Despite being the second best Hamburg in the world (the first one is in upstate NY! haiii Natey poo), I still had a great time in the city. The weather was shit most of the time (of course it got sunny the day i left) but i made the best out of it, eating lots of fresh seafood (no more pork yay!), exploring its unique neighborhoods including Reeperbahn, the red light district, and of course, drinking with a very delicious HAMBURGER who was sososososo yummy (HAHAHA. OKAY I’LL STOP WITH MY TERRIBLE JOKES!)
I arrived in Hamburg on Monday after the long train ride from Munich. I was planning on skipping the city, but after meeting a ton of Germans who told me it was their favorite city in their country, I decided to go up North instead of going down south to Freiburg, which is another city by the Black Forest. Since it was kind of a last minute decision, I didn’t book a hostel, but luckily on the metro, I heard some Americans and followed them to their place, which turned out to be pretty nice and central... and cheap! They were all going out that night but since i’m an old fart bag, I thought it would be best to take it easy.. saving up all my energy for Berlin!
The next day I woke up and explored different parts of the city. Hamburg is known as the Gateway to the World because of its large port (it’s the second busiest in Europe) and diverse population (It’s Germany's second largest city with a population of over 1.8 million, 15% of whom are foreign born). Parts of the city reminded me of New York because it has a gritty and urban feel with its subway system and street art, which has made me both happy and homesick!
The city has an interesting history. It was destroyed multiple times due to a massive fire, a cholera epidemic, and an intense WWII bombing known as Operation Gomorrah and yet, it’s always managed to rebuild and remain a powerhouse. It's one of Germany’s richest cities, which means it’s attracting a lot of new people seeking out opportunities, which in turn, has caused a rapid rise in construction and rent cost.
One of the most interesting places I visited was HafenCity, a long derelict port that is being turned into a showcase of postmodern architecture. There's a visual juxtaposition between the ornate, classic architecture right across the street from very minimalist new buildings. The place is not without controversy, since construction is causing rents in the area to increase and the delays are costing taxpayers a ton of money.
Sternschanze, which is another popular neighborhood (and my personal favorite because it reminds me of the East Village) is also experiencing gentrification. There’s an influx of young people moving in since it’s a lively neighborhood filled with cute shops, nice restaurants, cool bars, and live music spaces… as well as a colorful building called Rote Flora, which has been squatted in since 1989.. which was the year I was born.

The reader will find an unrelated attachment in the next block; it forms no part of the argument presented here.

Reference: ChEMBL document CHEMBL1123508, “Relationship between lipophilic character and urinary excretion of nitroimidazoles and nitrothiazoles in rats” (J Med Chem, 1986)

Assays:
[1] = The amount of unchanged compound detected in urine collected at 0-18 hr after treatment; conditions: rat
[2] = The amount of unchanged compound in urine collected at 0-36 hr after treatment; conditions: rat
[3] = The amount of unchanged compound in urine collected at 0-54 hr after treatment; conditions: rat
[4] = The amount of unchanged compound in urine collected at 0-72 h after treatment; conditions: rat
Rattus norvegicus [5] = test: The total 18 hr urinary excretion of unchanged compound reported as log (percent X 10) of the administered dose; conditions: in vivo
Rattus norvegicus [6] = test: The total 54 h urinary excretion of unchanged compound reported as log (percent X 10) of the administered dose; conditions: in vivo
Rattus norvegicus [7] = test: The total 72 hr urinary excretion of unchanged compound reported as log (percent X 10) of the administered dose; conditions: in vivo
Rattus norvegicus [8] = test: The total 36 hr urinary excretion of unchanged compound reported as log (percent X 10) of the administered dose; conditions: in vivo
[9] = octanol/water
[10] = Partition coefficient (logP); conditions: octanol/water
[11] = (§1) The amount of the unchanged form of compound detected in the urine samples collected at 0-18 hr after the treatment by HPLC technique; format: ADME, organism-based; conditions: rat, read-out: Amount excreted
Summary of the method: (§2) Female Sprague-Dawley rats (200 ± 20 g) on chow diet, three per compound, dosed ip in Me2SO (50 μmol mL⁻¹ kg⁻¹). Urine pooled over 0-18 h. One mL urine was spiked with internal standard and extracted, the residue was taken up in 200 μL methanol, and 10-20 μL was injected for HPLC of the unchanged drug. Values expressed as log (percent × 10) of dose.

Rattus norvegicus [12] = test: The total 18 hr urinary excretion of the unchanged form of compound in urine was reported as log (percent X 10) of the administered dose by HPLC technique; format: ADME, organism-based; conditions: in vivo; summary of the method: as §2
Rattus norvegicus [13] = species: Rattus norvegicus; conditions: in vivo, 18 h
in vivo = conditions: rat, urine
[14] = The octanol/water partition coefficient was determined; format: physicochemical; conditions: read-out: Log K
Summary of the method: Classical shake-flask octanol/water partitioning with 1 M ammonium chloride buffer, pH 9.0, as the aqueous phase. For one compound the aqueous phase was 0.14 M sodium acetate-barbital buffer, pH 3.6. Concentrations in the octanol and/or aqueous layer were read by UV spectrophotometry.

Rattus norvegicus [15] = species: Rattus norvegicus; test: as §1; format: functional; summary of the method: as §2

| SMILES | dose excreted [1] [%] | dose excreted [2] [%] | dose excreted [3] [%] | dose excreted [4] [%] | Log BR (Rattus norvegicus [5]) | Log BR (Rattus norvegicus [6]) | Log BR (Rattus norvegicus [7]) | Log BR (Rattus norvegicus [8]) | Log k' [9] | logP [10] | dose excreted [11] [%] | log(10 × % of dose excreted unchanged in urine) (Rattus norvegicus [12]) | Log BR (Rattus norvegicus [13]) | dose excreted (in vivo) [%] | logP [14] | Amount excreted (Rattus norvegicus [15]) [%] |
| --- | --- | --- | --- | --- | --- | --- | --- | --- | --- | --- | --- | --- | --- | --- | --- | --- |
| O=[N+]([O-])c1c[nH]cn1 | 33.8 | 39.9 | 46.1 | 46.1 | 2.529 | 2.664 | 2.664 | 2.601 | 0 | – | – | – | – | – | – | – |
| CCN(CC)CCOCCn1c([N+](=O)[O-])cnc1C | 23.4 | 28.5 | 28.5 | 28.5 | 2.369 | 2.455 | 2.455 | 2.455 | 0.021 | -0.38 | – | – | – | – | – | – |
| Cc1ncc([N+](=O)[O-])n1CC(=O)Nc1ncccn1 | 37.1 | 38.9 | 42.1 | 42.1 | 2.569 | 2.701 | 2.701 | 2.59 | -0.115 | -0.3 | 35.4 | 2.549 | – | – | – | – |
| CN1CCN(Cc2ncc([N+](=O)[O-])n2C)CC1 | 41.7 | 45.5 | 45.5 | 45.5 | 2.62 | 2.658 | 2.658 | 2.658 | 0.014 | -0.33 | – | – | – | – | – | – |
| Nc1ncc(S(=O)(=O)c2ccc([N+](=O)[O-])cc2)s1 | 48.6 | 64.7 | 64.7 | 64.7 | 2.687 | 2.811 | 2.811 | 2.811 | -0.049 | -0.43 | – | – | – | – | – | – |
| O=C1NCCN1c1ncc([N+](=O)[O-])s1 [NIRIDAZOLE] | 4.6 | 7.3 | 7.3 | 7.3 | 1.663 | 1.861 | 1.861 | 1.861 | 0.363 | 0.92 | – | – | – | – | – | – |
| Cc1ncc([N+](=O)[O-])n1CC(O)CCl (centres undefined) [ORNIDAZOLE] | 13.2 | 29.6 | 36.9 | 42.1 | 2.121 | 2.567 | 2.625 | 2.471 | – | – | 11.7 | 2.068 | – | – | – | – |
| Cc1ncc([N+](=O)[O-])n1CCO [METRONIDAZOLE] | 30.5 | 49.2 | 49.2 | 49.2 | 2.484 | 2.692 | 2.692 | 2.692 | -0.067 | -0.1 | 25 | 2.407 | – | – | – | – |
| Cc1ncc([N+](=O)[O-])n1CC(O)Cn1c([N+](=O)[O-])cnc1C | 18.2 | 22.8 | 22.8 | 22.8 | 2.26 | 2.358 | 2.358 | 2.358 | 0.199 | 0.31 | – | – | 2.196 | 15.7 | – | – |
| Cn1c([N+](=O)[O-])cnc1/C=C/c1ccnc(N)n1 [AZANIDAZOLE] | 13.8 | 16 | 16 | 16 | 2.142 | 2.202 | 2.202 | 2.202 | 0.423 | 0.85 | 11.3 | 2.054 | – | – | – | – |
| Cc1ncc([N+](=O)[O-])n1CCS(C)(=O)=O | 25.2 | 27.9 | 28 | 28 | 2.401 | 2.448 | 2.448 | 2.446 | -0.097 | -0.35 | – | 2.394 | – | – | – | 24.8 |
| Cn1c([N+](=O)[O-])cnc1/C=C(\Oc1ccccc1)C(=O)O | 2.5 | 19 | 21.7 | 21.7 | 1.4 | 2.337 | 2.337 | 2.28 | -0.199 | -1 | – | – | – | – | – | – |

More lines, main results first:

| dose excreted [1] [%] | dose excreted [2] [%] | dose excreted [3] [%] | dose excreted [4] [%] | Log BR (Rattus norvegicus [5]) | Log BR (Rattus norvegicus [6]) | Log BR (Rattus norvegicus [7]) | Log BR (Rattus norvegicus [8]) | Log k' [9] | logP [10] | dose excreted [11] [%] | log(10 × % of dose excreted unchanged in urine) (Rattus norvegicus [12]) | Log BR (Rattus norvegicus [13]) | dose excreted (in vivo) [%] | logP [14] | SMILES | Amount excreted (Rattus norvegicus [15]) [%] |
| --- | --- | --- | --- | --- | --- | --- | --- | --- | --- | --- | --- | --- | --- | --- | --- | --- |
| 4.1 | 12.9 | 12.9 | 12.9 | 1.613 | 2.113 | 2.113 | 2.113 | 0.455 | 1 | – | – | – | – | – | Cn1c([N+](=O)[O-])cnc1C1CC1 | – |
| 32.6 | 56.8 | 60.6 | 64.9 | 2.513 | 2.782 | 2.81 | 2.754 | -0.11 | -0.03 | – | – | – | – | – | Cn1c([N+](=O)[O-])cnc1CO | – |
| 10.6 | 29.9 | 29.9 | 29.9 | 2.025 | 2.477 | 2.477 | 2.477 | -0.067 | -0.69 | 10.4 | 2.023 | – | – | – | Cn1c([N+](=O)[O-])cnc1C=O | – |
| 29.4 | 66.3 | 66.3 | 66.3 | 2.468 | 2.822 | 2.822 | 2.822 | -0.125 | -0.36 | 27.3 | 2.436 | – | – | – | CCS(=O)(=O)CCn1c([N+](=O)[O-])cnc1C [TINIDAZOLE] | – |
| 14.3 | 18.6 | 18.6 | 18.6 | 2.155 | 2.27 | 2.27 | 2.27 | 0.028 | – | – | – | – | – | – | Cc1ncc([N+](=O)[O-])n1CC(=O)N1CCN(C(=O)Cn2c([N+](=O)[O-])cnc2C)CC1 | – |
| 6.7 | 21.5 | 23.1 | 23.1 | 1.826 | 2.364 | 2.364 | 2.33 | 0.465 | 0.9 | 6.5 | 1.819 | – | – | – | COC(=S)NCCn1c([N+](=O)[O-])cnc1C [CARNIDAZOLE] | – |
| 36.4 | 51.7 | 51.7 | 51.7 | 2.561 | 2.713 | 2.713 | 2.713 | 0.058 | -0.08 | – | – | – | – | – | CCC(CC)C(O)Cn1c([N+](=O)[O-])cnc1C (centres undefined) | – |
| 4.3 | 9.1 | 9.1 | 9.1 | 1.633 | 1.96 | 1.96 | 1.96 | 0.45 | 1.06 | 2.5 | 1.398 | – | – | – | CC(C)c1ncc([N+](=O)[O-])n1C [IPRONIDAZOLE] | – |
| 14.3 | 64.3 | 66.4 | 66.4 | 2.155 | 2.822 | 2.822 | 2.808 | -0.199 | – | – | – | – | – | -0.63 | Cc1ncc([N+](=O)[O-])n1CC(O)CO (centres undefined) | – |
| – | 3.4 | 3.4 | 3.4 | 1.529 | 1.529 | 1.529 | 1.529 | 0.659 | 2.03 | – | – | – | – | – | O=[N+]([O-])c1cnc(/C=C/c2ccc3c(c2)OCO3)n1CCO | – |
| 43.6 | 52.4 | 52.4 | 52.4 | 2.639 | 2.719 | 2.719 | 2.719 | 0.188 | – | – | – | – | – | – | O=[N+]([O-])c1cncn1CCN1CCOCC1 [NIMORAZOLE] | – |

The front part of the building still serves as a space for political, often very subjective and propagandistic, messages. Political issues include immigration, nationalism in Germany and privatisation of public space. It hosts exhibitions by artists from all over the world, organises flea markets, parties and cultural events regularly and also serves as a meeting point for left-wing movements.
The neighborhood has a ton of cool street art as well by some famous artists including Push, El Bocho, etc. Like the stuff I saw in Bogota, some of it is political by nature and reflects the changing socioeconomics of the neighborhood, while others are there to put a smile on your face.
Along with cool street art and awesome architecture, Hamburg has a ton of pretty canals and bridges… It’s a very picturesque place (don’t want you to think it’s dirty and tagged up and what nottt.) The Elbe and Alster river go through the city’s center, creating its gorgeous maritime flair. The city has more bridges crossing canals and streams than Amsterdam and Venice together :) #themoreyouknow
I took the public ferry around the port, which cost me about 3 Euros. It was pretty fucking cold that day, but still totally worth doing. I also visited the Alter Elbtunnel that connects the port to the city. The handsome Hamburger, Philip) also brought me to a GERMAN beach… I emphasize German because it was pretty fucking chilly... but also nice and relaxing! We enjoyed a few drinks at a couple of the bars on the waterfront and hung out the rest of the night.
Overall Hamburg was a fun and beautiful place. I’m really sad that I’m not staying for the weekend, since that’s when things get more lively, but I wanted to take it easy because next up is Berlin. And i’m totally pumped but also a tad bit terrified for my life :)